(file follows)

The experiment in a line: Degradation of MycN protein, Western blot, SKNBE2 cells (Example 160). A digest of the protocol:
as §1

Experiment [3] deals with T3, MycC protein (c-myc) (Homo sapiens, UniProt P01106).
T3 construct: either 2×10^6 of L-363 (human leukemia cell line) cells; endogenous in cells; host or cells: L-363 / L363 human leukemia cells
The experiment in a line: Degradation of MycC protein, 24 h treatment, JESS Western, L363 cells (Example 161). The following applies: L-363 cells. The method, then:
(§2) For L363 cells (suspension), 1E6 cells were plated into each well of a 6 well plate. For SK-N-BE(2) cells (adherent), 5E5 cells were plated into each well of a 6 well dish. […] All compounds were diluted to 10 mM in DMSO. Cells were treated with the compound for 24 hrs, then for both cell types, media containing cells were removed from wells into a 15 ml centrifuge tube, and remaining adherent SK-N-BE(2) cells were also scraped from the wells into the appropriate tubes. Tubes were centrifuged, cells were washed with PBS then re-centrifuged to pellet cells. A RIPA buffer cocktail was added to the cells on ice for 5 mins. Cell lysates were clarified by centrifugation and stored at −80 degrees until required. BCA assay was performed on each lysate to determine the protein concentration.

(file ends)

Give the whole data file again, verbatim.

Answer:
The experiment in a line: Degradation of MycN protein, Western blot, SKNBE2 cells (Example 160). A digest of the protocol:
as §1

Experiment [3] deals with T3, MycC protein (c-myc) (Homo sapiens, UniProt P01106).
T3 construct: either 2×10^6 of L-363 (human leukemia cell line) cells; endogenous in cells; host or cells: L-363 / L363 human leukemia cells
The experiment in a line: Degradation of MycC protein, 24 h treatment, JESS Western, L363 cells (Example 161). The following applies: L-363 cells. The method, then:
(§2) For L363 cells (suspension), 1E6 cells were plated into each well of a 6 well plate. For SK-N-BE(2) cells (adherent), 5E5 cells were plated into each well of a 6 well dish. […] All compounds were diluted to 10 mM in DMSO. Cells were treated with the compound for 24 hrs, then for both cell types, media containing cells were removed from wells into a 15 ml centrifuge tube, and remaining adherent SK-N-BE(2) cells were also scraped from the wells into the appropriate tubes. Tubes were centrifuged, cells were washed with PBS then re-centrifuged to pellet cells. A RIPA buffer cocktail was added to the cells on ice for 5 mins. Cell lysates were clarified by centrifugation and stored at −80 degrees until required. BCA assay was performed on each lysate to determine the protein concentration.